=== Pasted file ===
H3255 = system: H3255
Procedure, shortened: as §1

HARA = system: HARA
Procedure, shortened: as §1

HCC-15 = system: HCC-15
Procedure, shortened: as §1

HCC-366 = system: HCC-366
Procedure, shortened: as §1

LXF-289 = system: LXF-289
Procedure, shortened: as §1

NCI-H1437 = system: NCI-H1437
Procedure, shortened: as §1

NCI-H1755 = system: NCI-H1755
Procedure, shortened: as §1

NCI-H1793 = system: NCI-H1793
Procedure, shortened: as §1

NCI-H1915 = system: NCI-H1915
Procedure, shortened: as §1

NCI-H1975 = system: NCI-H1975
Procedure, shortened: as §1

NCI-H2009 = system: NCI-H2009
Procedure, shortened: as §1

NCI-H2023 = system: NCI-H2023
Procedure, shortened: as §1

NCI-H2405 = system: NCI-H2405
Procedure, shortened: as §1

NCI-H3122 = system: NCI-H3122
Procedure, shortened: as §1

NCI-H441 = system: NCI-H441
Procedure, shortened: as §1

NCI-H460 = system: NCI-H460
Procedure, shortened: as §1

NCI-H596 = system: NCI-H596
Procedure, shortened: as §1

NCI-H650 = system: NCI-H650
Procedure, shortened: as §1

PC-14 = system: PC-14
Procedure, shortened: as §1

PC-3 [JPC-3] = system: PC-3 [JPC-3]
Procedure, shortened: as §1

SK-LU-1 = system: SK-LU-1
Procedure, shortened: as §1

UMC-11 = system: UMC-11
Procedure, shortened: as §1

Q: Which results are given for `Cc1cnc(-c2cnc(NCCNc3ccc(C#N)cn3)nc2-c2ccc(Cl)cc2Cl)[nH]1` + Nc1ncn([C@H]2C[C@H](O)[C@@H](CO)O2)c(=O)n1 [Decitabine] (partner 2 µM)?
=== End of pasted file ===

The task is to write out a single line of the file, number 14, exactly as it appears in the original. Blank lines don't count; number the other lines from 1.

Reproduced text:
Procedure, shortened: as §1